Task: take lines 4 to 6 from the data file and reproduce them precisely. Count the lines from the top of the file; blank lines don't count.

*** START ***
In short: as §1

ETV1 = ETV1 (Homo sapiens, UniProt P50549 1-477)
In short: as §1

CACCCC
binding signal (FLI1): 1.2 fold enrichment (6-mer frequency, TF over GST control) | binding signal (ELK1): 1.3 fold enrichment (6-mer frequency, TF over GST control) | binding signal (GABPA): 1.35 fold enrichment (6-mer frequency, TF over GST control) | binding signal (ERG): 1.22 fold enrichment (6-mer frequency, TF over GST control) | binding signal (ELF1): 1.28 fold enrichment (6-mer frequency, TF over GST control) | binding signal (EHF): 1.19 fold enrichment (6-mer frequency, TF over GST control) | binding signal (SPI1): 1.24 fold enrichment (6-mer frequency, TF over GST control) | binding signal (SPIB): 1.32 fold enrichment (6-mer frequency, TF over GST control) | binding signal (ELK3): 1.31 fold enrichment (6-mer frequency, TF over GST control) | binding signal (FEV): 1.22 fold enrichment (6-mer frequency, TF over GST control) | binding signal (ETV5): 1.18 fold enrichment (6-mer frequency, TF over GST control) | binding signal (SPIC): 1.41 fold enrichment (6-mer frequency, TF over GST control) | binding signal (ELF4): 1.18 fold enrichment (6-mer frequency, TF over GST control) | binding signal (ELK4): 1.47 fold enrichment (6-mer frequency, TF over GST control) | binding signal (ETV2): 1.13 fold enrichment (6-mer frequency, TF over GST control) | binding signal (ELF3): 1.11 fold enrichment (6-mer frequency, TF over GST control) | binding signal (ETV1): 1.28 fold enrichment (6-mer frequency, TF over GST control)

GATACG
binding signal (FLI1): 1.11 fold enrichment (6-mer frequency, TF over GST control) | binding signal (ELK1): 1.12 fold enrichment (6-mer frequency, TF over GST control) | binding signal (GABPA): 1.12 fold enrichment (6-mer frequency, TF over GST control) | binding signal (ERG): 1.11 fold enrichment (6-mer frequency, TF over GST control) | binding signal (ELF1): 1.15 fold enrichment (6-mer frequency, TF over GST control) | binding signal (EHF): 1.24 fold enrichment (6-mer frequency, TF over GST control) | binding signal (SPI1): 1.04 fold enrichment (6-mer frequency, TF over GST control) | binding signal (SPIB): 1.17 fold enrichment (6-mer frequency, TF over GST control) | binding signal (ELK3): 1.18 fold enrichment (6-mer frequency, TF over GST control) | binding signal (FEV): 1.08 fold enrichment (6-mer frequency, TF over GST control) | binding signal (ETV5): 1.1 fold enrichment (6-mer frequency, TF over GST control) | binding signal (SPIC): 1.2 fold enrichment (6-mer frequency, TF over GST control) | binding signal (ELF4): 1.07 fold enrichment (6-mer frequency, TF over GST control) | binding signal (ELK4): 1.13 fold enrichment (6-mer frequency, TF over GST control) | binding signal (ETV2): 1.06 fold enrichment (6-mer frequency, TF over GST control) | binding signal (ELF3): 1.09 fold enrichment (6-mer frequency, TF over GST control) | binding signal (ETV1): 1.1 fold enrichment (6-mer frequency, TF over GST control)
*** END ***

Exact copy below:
CACCCC
binding signal (FLI1): 1.2 fold enrichment (6-mer frequency, TF over GST control) | binding signal (ELK1): 1.3 fold enrichment (6-mer frequency, TF over GST control) | binding signal (GABPA): 1.35 fold enrichment (6-mer frequency, TF over GST control) | binding signal (ERG): 1.22 fold enrichment (6-mer frequency, TF over GST control) | binding signal (ELF1): 1.28 fold enrichment (6-mer frequency, TF over GST control) | binding signal (EHF): 1.19 fold enrichment (6-mer frequency, TF over GST control) | binding signal (SPI1): 1.24 fold enrichment (6-mer frequency, TF over GST control) | binding signal (SPIB): 1.32 fold enrichment (6-mer frequency, TF over GST control) | binding signal (ELK3): 1.31 fold enrichment (6-mer frequency, TF over GST control) | binding signal (FEV): 1.22 fold enrichment (6-mer frequency, TF over GST control) | binding signal (ETV5): 1.18 fold enrichment (6-mer frequency, TF over GST control) | binding signal (SPIC): 1.41 fold enrichment (6-mer frequency, TF over GST control) | binding signal (ELF4): 1.18 fold enrichment (6-mer frequency, TF over GST control) | binding signal (ELK4): 1.47 fold enrichment (6-mer frequency, TF over GST control) | binding signal (ETV2): 1.13 fold enrichment (6-mer frequency, TF over GST control) | binding signal (ELF3): 1.11 fold enrichment (6-mer frequency, TF over GST control) | binding signal (ETV1): 1.28 fold enrichment (6-mer frequency, TF over GST control)

GATACG